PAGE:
I had assumed the first -- they're afraid of imperfect-values lock-in. I think it's the "not to the problem of preventing complete disaster" phrase that tipped me off here.

The verdict that knowledge is purely a property of configurations cannot be naively generalized from real life to GPT simulations, because “physics” and “configurations” play different roles in the two (as I’ll address in the next post). The parable of the two tests, however, literally pertains to GPT. People have a tendency to draw erroneous global conclusions about GPT from behaviors which are in fact prompt-contingent, and consequently there is a pattern of constant discoveries that GPT-3 exceeds previously measured capabilities given alternate conditio

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This kind of comment ("this precise part had this precise effect on me") is a really valuable form of feedback that I'd love to get (and will try to give) more often. Thanks! It's particularly interesting because someone gave feedback on a draft that the business about simulated test-takers seemed unnecessary and made things more confusing.

Since you mentioned, I'm going to ramble on about some additional nuance on this point.

Here's an intuition pump which strongly discourages "fundamental attribution error" to the simulator:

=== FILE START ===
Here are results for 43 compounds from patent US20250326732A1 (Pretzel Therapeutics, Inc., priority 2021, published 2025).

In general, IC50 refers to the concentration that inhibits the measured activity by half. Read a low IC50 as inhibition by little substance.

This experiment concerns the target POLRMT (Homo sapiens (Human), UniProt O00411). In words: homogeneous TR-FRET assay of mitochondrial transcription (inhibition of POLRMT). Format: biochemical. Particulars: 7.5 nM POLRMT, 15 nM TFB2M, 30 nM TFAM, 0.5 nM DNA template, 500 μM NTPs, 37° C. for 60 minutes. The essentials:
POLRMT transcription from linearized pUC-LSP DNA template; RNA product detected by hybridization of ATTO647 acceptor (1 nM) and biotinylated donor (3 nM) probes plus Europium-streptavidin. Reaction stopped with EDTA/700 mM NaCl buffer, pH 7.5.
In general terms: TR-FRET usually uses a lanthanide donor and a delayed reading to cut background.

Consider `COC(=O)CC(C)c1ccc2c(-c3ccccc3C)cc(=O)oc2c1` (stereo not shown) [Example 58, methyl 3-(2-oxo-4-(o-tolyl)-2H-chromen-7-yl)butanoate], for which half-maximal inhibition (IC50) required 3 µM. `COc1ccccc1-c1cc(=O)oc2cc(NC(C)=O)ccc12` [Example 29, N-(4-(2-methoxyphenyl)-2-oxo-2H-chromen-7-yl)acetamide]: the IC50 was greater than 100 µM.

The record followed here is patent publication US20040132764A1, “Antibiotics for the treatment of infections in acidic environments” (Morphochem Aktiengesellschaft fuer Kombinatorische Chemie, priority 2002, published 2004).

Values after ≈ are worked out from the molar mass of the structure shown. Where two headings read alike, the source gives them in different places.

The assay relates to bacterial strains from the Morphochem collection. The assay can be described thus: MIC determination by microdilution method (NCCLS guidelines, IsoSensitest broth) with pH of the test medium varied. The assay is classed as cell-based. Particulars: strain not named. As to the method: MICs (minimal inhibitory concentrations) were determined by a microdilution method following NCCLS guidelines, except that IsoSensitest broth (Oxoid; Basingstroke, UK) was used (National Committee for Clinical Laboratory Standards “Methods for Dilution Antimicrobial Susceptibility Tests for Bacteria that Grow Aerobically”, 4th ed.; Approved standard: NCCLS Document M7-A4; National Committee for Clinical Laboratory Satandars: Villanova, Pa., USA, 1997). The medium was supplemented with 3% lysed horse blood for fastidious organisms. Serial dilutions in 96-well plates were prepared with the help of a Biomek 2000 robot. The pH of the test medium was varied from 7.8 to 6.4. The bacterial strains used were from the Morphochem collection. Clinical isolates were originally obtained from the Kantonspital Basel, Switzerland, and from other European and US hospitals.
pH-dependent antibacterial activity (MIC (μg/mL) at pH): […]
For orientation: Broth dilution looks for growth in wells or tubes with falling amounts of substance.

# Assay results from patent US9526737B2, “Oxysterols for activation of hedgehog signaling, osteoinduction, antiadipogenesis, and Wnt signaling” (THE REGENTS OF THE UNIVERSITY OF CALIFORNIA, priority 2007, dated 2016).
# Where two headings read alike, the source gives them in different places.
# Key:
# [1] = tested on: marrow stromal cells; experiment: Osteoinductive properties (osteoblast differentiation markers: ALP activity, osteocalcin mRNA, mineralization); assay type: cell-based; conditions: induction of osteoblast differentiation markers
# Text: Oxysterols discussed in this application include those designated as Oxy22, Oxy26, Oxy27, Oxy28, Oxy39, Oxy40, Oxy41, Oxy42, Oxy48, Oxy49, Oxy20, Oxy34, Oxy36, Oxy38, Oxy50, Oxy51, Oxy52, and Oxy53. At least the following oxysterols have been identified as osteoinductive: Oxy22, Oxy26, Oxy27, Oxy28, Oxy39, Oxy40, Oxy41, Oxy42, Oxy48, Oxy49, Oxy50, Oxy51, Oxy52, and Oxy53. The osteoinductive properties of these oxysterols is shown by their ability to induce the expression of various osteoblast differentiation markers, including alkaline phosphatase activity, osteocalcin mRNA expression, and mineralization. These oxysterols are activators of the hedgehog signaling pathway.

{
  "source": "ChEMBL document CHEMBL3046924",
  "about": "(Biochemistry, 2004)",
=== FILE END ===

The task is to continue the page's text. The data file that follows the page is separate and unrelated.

Imagine a machine where you feed... (read more)

Reflexively check both sides of the proposed probability of an event:

"What do I think about P(DOOM) = 81%?"


"What do I think about P(~DOOM) = 19%?"

This can often elicit feedback from parts of you that would stay silent if you only considered one way of stating the probability in question.

When the sanity waterline is so low, it's easy to develop a potent sense of misanthropy.

Bryan Caplan's writing about many people hating stupid people really affected me on this point. Don't hate, or even resent, stupid people; trade with them! This is a straightforward consequence of Ricardo's comparative advantage theorem. Population averages are overrated; what matters is whether the individual interactions between agents in a population are positive-sum, not where those individual agents fall relative to the population average.

I note that Eliezer thinks that corrigibility is one currently-impossible-to-instill-in-an-AGI property that humans actually have. The sum total of human psychology... consists of many such impossible-to-instill properties.

This is why we should want to accomplish one impossible thing, as our stopgap solution, rather than aiming for all the impossible things at the same time, on our first try at aligning the AGI.

I hereby confer on you, reader, the shroud of epistemic shielding from predictably misleading statements. It confers irrevocable, invokable protection from having to think about predictably confused claims ever again.

Take those cognitive cycles saved, and spend them well!

I've noticed that part of me likes to dedicate disproportionate cognitive cycles to the question: "If you surgically excised all powerful AI from the world, what political policies would be best to decree, by your own lights?"

The thing is, we live in a world with looming powerful AI. It's at least not consequentialist to spend a bunch of cognitive cycles honing your political views for a world we're not in. I further notice that my default justification for thinking about sans-AI politics a lot is consequentialist... so something's up here. I think some pa... (read more)